Silver Sealer

dnt

Member
So, I’ve seen many answers/opinions online...does anyone in here have a definitive answer for what exactly IS the silver sealer Gretsch puts in some of their lines, and does it actually DO anything for the drum or the sound?
 

Tommy_D

Platinum Member
All the opinions and answers you have found online are the definitive answers. There is no point in asking anymore as the thousands of posts you have already read hold all the information there is.
 

GruntersDad

Administrator - Mayor
Staff member
Silver sealer is a silver secret. It does seal the wood, beyond that it is a silver clear coat.
As to the sound, that is to the ear of the beholder.
 

CompactDrums

Silver Member
It's oil-based, silver-colored paint. It does what oil-based paints do; seals the wood, hides imperfections and looks nice.
 

Lennytoons

Senior Member
Back in the day drums were made out of wood. Wood that didn't necessarily match and was not attractive to look at. Ludwig and Gretsch started painting the interiors to make the drums look better. "That Great Gretsch Sound" comes from the silver sealer as well as the construction of the drums...made from...wood. If you've seen a lot of vintage drums you'll notice that many of them look like crap on the inside of the shell. Unless they were painted, and then they look finished. Most of what I've read about the silver sealer says that it was fence paint...magic fence paint with magical powers.
 

RickP

Gold Member
It is Aluminum fence paint, initially adopted to cover imperfections in the inner ply of the shell. Personally I find it hideous and I would never use clear heads on the Gretsch kits I have owned in the past.

Ludwig used white ceiling paint and then trunk paint (Granitone).
 

Darth Vater

Senior Member
It is Aluminum fence paint, initially adopted to cover imperfections in the inner ply of the shell. Personally I find it hideous and I would never use clear heads on the Gretsch kits I have owned in the past.

Ludwig used white ceiling paint and then trunk paint (Granitone).
What RickP says.........aluminum fence paint. The look is OK with me and I presume with many other Gretsch owners. Personal taste.

This is my favorite answer.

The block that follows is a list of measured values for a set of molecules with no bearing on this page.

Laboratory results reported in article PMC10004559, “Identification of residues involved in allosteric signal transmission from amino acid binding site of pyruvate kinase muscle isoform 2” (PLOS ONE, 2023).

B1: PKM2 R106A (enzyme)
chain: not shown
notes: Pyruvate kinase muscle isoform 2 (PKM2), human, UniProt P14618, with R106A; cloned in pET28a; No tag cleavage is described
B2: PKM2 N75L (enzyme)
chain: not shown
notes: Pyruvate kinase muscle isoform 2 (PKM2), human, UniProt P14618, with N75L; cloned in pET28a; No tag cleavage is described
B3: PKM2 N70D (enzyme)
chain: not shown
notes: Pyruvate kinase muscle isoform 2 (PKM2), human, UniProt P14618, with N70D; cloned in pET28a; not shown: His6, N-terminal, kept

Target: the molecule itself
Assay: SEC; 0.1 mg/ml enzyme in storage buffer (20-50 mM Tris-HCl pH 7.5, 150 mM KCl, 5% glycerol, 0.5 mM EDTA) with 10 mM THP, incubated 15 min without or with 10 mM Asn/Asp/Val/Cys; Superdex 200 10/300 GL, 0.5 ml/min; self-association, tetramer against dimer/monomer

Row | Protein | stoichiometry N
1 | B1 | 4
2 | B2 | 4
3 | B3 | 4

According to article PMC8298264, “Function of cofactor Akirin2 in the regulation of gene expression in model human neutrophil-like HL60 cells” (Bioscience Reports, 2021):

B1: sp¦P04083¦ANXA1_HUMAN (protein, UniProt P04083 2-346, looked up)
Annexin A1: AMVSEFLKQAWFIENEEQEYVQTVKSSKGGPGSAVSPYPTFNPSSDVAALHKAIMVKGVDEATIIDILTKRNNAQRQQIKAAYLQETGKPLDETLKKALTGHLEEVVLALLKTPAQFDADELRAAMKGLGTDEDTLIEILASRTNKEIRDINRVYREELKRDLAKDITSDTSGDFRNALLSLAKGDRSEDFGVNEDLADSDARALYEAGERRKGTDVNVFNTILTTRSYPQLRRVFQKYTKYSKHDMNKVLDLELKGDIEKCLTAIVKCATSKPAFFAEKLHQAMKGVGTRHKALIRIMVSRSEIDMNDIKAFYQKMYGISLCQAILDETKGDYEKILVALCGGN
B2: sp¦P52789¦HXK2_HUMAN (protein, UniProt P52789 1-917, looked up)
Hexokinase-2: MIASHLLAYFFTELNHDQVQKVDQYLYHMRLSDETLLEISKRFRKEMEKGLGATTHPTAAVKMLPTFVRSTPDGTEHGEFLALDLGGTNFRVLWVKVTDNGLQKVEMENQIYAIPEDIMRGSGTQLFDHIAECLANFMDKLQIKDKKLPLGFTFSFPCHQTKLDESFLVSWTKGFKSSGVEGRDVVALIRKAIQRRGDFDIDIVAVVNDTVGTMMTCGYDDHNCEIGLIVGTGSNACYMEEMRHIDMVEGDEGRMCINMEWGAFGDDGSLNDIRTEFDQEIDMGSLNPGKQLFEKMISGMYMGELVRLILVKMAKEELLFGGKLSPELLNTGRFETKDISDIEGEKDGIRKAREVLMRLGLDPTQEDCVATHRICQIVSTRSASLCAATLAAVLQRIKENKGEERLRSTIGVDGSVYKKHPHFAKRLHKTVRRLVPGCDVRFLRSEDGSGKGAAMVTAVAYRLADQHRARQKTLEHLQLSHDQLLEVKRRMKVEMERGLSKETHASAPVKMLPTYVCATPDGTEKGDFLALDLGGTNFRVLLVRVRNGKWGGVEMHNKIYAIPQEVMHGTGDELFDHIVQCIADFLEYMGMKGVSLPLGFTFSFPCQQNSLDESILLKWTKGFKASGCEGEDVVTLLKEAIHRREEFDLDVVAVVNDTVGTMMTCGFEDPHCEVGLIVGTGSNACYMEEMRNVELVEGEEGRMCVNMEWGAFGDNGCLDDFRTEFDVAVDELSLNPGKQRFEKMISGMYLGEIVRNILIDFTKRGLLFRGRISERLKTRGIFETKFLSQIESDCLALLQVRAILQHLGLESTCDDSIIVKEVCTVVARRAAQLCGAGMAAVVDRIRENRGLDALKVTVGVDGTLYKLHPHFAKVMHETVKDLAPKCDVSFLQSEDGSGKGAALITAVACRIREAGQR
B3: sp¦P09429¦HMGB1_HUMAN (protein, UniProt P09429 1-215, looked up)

GruntersDad

Administrator - Mayor
Staff member
I'm going to spray the inside of all of my renown with silver glitter clear to jazz up the silver sealer then get all clear heads.
 

Groov-E

Silver Member
I am on board with respecting traditions, but I would say they are nothing special to look at compared to natural sealers used by other companies to bring out the natural grain of maple and other woods.
 

dnt

Member
It all makes sense - whichever is right lol. Doesn't really make a difference to me, since I prefer coated heads and you'd never really see the sealer, anyway... Thanks for the input, everyone!
 

AzHeat

Platinum Member
It all makes sense - whichever is right lol. Doesn't really make a difference to me, since I prefer coated heads and you'd never really see the sealer, anyway... Thanks for the input, everyone!
I actually kinda dig the silver finish. I’ve never had a set with a finely finished interior. Most are just plain. The silver finish gives a cool glow when lights shine through it, even with frosted heads.
 

Matt Scales

Junior Member
So, I’ve seen many answers/opinions online...does anyone in here have a definitive answer for what exactly IS the silver sealer Gretsch puts in some of their lines, and does it actually DO anything for the drum or the sound?
So the simple answer to this question is, as always, no!! There are so many conflicting views on this matter, and I'm sure the actual paint itself has been changed over the years to meet with certain environmental regulations, but we all agree it is indeed some kind of silver coloured, aluminium oil based paint, but still we have no definitive manufacturer and/or finish.